Is this the most homophobic corner of Australia?
A recent study discovered only one electorate where the majority of constituents were opposed to same sex marriage: Maranoa. Patrick Abboud headed there to ask locals: why can't he marry his boyfriend?
Living in my happy homo inner Sydney circle, it’s easy to forget there’s a lot of people outside of my rainbow bubble. So I’m taking my gay pride on a schlep across this great Queensland electorate of Maranoa to see if I can change some minds. Or, who knows? Maybe they’ll change mine.
My first port of call is Liberal National Party Federal MP David Littleproud. He’s a freshly minted parliamentarian, succeeding the previous minister Bruce Scott in the 2016 election. He’s young, too – my guess is mid-thirties. Will his views mirror that of his electorate, or will he be a breath of fresh air?
“David, are you opposed to same-sex marriage?” I ask, for the first of many times I’ll ask this question over the next few days.
“As it stands at the moment, yes I am,” he tells me.
“I think as a society we have moved a significant long way into respecting same-sex relationships,” he continues. “And I think that same-sex couples need to understand and reciprocate that respect in appreciating the sanctity of marriage to millions of people around this country."
There’s that 'respect' word again, but I’m not quite feeling it. He's friendly and polite, but can there be a line between respecting me as a person and respecting my relationship?
So I head off to meet one of the local church pastors. Perhaps Trevor's belief in love and family will include me too.
Maybe he’ll be worldlier than the church he represents?
male and female family unit.
If you play around with it,
where's it going to end?
Hearing this from David and Trevor wasn’t easy. It feels like homophobia in politically correct clothing. It doesn't feel like respect.
It leaves me wondering what it would be like if you were gay and had to live here. And there’s one man who can tell me.
Dave Graham says he's the only openly gay farmer in the village. It's an exaggeration, but it's not far off. He has had more experience with what seems to be entrenched homophobia of the region than most.
Ten years ago, aged 26, Dave left and moved to an unexpected place – the Big Brother house, pledging to come out not only to his family and his hometown, but to the entire nation.
Now, Dave refers to coming out on TV as "the best decision I ever made".
“It took the gorilla off my back,” he says. “And it allowed me to get on with my life”.
David moved back to Maranoa soon after, returning both to his farm and to the unwelcoming environment he’d fled.
I want to take a walk in his cowboy boots, so he takes me to the weekly pig, calf, sheep (and a few other animals) auction about three hours from his farm, in Warwick. It’s where all kinds of locals come to flog their flock or haggle for a herd, and it’s the perfect place for me to press the flesh.
I’m greeted by the sound of chickens squawking in cages, the stench of cow dung, and a whole lot of men in akubras shouting numbers that mean nothing to me.
With a little trepidation in my step, I walk around with my mic blurting the question out, again and again.
"So what do you reckon about same sex marriage?"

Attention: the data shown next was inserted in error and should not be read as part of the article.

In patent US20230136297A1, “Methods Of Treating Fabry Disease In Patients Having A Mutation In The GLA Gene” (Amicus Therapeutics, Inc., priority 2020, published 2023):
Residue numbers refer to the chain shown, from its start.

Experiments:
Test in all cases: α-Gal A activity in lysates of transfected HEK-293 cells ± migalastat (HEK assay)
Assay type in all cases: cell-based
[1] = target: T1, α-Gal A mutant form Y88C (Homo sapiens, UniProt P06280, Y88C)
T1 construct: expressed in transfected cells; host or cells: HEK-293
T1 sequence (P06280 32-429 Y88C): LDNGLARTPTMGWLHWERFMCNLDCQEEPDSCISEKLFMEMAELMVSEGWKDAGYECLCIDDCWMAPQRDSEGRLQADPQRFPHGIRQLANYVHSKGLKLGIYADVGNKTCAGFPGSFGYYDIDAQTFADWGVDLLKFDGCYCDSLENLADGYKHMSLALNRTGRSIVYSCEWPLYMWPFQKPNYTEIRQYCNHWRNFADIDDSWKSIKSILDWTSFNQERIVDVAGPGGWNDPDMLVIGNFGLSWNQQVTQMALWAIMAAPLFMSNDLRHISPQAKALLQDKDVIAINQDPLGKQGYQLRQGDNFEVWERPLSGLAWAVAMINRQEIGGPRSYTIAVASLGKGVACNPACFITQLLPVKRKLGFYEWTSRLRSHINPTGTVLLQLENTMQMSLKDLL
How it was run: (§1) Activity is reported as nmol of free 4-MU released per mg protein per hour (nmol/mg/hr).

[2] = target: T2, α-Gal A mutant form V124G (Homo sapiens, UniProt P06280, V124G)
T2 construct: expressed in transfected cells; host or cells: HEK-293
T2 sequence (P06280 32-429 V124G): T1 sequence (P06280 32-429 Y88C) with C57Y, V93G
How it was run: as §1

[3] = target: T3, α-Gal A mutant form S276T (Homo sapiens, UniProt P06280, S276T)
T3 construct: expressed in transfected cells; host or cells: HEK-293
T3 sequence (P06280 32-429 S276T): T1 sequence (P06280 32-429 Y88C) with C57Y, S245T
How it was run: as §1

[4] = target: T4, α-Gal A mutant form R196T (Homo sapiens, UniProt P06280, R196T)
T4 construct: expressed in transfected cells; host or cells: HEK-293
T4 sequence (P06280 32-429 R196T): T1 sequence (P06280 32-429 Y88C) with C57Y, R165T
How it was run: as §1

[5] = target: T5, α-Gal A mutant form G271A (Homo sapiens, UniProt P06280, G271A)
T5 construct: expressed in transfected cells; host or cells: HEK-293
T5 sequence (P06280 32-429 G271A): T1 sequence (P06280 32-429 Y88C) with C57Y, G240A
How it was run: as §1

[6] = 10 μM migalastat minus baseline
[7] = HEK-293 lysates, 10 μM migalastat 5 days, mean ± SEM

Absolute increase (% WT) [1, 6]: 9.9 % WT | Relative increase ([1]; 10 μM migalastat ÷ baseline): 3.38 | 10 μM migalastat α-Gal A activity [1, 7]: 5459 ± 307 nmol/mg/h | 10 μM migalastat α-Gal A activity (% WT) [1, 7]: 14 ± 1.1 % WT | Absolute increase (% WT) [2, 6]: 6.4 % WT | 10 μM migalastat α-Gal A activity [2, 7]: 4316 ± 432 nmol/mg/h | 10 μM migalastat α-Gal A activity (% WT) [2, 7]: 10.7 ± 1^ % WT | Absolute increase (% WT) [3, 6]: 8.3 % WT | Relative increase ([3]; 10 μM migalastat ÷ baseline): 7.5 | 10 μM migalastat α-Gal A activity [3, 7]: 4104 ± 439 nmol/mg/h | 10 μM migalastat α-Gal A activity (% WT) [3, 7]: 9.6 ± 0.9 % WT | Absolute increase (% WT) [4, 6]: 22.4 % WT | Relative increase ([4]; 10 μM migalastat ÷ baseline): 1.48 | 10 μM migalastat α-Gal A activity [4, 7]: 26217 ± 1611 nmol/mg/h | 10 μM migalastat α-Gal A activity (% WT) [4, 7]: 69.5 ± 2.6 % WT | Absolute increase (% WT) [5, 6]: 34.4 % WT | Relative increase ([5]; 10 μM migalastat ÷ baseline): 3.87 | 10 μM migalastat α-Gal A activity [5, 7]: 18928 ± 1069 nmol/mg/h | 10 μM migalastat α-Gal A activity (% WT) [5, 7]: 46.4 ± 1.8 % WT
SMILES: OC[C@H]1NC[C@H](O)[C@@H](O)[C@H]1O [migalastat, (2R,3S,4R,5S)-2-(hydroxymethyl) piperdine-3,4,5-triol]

One response sums up most.
People indulging in those
behaviours will go to hell."
After a couple of hours I'm not sure if I'm sunburned, or whether I’ve been cursed for my homosexual sins and will burn to death right here.
But the heavens send me Malika. I get a more open vibe from her as soon as we meet.
Given she’s one of the few here who don't have a problem with me marrying my man, it’s fair to say it’s going to take a lot more than a road trip out here to change more minds.
But maybe it’s not up to me to do that. Maybe they need to hear it from one of their own.
Farmer Dave has been a member of the National Party since he was 15, and has followed David Littleproud's rise from pre-selection through to parliament. They went to school together.
"The homophobia was violent. I can't remember a day where I wasn't called a faggot, where I wasn't punched in the head, where I wasn't pushed to the side, where I wasn't spat on.
"It was daily. David Littleproud was part of that culture."
As one might expect, his opinion of Littleproud isn’t kind.
“He's a fucking c*nt” he says.
There's only one way through this: to bring Farmer Dave and MP David head to head to have it out. Dave's waited two decades to say his piece, and to my surprise, when I ask him, Littleproud agrees to listen.
Watch the story leading up to their meeting.
I was hoping to learn something new on this road trip.
I was hoping to change some minds.
Not sure I did that.
I was hoping to convince a few that it’s okay for me to marry my boyfriend.
I mostly failed.
But what I did win is a new friend. Dave is just one of so many living in regional Australia who live with homophobic abuse. Young LBTQI people are four times more likely to attempt suicide than other Australians.
It’s stories like Dave’s that save lives. His spirit is strong. His heart is golden. His resilience and bravery is inspiring. A genuinely beautiful man I can now call my mate. (And yes boys, he’s taken).
I can only hope that if anything comes from this it’s that our most vulnerable and our most at risk, especially in regional areas, see that despite being in a place that makes it even harder to be yourself… you can be.
You can be beautiful, free, gay, and happy, and there is always someone that is going to love you just the way you are.
When same sex marriage is made legal - because it will be - my first story to celebrate will be back in Maranoa on Dave’s farm for the wedding of the century, and you’re all invited. Here’s to equal rights. Cheers darlings.